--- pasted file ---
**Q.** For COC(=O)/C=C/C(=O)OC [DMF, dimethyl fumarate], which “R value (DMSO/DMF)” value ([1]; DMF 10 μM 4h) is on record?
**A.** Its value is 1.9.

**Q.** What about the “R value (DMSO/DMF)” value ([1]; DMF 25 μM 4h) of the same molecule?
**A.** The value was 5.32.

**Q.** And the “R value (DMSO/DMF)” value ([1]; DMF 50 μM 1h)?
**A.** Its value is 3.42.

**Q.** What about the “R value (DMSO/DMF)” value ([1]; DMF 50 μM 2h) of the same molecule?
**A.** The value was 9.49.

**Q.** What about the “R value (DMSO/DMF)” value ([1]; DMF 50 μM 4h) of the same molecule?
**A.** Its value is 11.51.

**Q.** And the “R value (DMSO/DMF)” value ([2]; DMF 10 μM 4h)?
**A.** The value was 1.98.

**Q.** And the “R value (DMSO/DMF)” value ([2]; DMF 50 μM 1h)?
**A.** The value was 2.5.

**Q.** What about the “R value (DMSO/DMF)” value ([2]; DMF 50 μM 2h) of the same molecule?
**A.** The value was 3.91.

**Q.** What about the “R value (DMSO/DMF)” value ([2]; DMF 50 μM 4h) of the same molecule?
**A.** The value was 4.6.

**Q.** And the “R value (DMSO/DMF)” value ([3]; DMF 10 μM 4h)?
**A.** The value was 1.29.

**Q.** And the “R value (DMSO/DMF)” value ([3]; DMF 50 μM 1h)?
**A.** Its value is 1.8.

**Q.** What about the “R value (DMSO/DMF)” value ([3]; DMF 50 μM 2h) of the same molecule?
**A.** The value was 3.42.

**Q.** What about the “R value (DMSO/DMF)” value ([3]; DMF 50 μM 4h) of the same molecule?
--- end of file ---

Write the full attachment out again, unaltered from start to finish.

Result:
**Q.** For COC(=O)/C=C/C(=O)OC [DMF, dimethyl fumarate], which “R value (DMSO/DMF)” value ([1]; DMF 10 μM 4h) is on record?
**A.** Its value is 1.9.

**Q.** What about the “R value (DMSO/DMF)” value ([1]; DMF 25 μM 4h) of the same molecule?
**A.** The value was 5.32.

**Q.** And the “R value (DMSO/DMF)” value ([1]; DMF 50 μM 1h)?
**A.** Its value is 3.42.

**Q.** What about the “R value (DMSO/DMF)” value ([1]; DMF 50 μM 2h) of the same molecule?
**A.** The value was 9.49.

**Q.** What about the “R value (DMSO/DMF)” value ([1]; DMF 50 μM 4h) of the same molecule?
**A.** Its value is 11.51.

**Q.** And the “R value (DMSO/DMF)” value ([2]; DMF 10 μM 4h)?
**A.** The value was 1.98.

**Q.** And the “R value (DMSO/DMF)” value ([2]; DMF 50 μM 1h)?
**A.** The value was 2.5.

**Q.** What about the “R value (DMSO/DMF)” value ([2]; DMF 50 μM 2h) of the same molecule?
**A.** The value was 3.91.

**Q.** What about the “R value (DMSO/DMF)” value ([2]; DMF 50 μM 4h) of the same molecule?
**A.** The value was 4.6.

**Q.** And the “R value (DMSO/DMF)” value ([3]; DMF 10 μM 4h)?
**A.** The value was 1.29.

**Q.** And the “R value (DMSO/DMF)” value ([3]; DMF 50 μM 1h)?
**A.** Its value is 1.8.

**Q.** What about the “R value (DMSO/DMF)” value ([3]; DMF 50 μM 2h) of the same molecule?
**A.** The value was 3.42.

**Q.** What about the “R value (DMSO/DMF)” value ([3]; DMF 50 μM 4h) of the same molecule?